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Guatemala's Colom takes office

  • Story Highlights
  • Colom declares "beginning of privileges for the poor, for those without opportunity"
  • Presidents of Honduras, Colombia, Venezuela attend inauguration
  • At least 51 candidates, relatives and political activists killed during campaign
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From Patzy Vasquez
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GUATEMALA CITY, Guatemala (CNN) -- Guatemala's first leftist president in 50 years, Alvaro Colom, took office Monday with a pledge to help the poor.

"Today is the beginning of privileges for the poor, for those without opportunity," said Colom, who represents the center-left National Union of Hope party.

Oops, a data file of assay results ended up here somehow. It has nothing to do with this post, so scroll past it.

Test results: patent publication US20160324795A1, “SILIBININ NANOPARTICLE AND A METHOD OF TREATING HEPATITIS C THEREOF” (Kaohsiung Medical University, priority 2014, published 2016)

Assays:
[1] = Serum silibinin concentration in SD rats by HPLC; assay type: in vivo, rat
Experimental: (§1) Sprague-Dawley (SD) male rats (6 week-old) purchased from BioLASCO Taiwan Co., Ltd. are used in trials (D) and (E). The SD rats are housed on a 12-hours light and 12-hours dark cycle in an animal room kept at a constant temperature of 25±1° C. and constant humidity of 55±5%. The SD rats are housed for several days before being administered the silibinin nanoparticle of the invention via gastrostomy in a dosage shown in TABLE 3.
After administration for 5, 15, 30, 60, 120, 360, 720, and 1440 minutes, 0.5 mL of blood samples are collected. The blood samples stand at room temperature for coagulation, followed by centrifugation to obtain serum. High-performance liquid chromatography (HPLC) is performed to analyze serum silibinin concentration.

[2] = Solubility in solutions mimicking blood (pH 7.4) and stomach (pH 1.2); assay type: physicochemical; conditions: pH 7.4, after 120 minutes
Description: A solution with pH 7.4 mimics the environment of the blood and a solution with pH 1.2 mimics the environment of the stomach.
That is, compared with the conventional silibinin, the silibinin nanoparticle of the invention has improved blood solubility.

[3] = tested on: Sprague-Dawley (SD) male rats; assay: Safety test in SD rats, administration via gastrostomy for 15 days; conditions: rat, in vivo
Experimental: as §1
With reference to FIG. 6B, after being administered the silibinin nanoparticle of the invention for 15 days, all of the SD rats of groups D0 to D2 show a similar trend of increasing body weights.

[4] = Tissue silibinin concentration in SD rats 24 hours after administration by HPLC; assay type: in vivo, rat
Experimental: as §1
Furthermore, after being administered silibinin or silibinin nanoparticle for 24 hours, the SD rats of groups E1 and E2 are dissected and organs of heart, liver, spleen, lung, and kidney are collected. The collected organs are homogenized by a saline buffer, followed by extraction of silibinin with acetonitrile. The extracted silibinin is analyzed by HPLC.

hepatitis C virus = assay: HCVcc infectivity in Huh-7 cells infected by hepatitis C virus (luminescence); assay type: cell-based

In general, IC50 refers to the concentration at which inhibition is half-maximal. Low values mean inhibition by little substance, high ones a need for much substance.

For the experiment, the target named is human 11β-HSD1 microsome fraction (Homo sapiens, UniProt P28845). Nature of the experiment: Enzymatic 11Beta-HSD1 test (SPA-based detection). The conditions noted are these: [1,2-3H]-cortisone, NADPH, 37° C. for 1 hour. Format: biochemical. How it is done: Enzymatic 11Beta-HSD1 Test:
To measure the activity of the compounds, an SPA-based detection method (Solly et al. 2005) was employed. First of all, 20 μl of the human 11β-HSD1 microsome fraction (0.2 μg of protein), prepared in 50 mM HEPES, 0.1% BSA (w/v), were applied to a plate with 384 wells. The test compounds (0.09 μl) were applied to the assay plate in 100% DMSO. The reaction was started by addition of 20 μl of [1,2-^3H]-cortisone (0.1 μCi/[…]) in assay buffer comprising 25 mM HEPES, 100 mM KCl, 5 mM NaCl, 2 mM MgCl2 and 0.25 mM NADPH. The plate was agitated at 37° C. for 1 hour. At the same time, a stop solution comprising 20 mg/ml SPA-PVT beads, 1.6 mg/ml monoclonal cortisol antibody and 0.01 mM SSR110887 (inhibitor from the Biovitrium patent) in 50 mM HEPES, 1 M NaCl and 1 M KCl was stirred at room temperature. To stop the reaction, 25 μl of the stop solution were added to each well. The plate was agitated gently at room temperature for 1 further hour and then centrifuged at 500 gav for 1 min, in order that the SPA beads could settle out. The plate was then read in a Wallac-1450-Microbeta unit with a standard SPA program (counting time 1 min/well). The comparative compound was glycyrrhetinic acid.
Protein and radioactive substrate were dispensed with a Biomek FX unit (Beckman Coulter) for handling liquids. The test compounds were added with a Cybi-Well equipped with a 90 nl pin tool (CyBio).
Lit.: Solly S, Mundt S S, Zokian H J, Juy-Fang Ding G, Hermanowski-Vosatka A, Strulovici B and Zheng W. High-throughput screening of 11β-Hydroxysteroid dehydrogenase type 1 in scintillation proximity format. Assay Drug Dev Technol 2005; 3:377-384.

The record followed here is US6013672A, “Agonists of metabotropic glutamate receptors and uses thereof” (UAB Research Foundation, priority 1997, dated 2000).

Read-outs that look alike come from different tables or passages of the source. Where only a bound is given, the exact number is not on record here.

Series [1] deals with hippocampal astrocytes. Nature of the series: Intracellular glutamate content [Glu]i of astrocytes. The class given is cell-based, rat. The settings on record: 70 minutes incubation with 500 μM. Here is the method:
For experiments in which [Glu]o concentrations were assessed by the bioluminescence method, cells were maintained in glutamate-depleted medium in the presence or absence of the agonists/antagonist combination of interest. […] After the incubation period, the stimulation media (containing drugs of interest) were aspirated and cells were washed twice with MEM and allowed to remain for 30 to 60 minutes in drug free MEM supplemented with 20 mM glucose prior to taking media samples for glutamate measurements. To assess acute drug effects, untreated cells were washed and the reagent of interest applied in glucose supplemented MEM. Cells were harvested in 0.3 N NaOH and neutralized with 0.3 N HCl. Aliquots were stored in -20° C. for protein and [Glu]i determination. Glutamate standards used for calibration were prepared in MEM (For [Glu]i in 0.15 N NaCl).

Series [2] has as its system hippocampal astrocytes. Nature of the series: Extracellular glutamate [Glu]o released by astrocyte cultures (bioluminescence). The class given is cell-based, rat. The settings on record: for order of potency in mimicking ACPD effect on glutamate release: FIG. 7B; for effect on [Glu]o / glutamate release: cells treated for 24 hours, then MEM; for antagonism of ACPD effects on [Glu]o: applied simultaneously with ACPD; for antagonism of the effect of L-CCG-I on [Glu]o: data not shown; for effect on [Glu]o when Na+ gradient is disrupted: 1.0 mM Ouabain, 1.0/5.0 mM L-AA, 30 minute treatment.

He joins a growing roster of leftist or center-left presidents elected in recent years in Latin America, including the heads of state of Argentina, Bolivia, Brazil, Ecuador, Uruguay and Venezuela.

Colom took the oath of office in a ceremony attended by numerous heads of state, including the presidents of Honduras, Colombia and Venezuela.

He spoke of his commitment to Guatemala's Mayan community, which remains largely mired in poverty. He said he hopes to help the people, while continuing to encourage private investment and economic development.

His inauguration ends a violent campaign season during which at least 51 candidates, their relatives and political activists were killed.

Colom's election as president in November over retired Gen. Otto Perez Molina of the conservative Patriot Party came after two failed bids.

Perhaps the most well-known leftist president in Guatemala, Jacobo Arbenz was forced from office in 1954 after the CIA helped arrange a force that overthrew him. E-mail to a friend E-mail to a friend

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